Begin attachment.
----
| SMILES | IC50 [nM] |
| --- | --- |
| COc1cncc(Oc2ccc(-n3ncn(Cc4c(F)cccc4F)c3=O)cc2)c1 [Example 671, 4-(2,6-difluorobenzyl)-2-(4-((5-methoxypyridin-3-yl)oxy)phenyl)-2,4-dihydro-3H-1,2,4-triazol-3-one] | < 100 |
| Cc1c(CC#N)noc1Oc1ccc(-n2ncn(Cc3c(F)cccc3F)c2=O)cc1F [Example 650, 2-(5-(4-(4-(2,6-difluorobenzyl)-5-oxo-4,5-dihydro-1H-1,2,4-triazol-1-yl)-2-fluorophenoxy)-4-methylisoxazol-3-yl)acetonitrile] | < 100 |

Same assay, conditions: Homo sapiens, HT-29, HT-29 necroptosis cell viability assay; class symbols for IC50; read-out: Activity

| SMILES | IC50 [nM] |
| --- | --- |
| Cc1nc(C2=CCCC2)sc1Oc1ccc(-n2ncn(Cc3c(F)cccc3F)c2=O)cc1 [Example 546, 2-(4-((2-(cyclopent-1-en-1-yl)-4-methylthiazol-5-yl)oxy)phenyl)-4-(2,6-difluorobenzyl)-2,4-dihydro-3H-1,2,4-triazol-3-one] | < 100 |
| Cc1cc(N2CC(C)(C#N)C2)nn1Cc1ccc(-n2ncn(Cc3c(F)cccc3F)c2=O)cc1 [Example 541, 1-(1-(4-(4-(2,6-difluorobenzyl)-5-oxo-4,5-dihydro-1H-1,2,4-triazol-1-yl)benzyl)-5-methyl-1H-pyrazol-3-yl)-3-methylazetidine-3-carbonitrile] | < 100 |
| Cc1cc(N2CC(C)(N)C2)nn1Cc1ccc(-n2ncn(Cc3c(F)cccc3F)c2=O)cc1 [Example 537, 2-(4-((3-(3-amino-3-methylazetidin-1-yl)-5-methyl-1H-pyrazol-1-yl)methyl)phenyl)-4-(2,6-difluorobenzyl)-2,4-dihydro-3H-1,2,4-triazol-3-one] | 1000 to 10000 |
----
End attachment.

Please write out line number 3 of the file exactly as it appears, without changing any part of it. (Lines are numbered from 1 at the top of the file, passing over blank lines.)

| COc1cncc(Oc2ccc(-n3ncn(Cc4c(F)cccc4F)c3=O)cc2)c1 [Example 671, 4-(2,6-difluorobenzyl)-2-(4-((5-methoxypyridin-3-yl)oxy)phenyl)-2,4-dihydro-3H-1,2,4-triazol-3-one] | < 100 |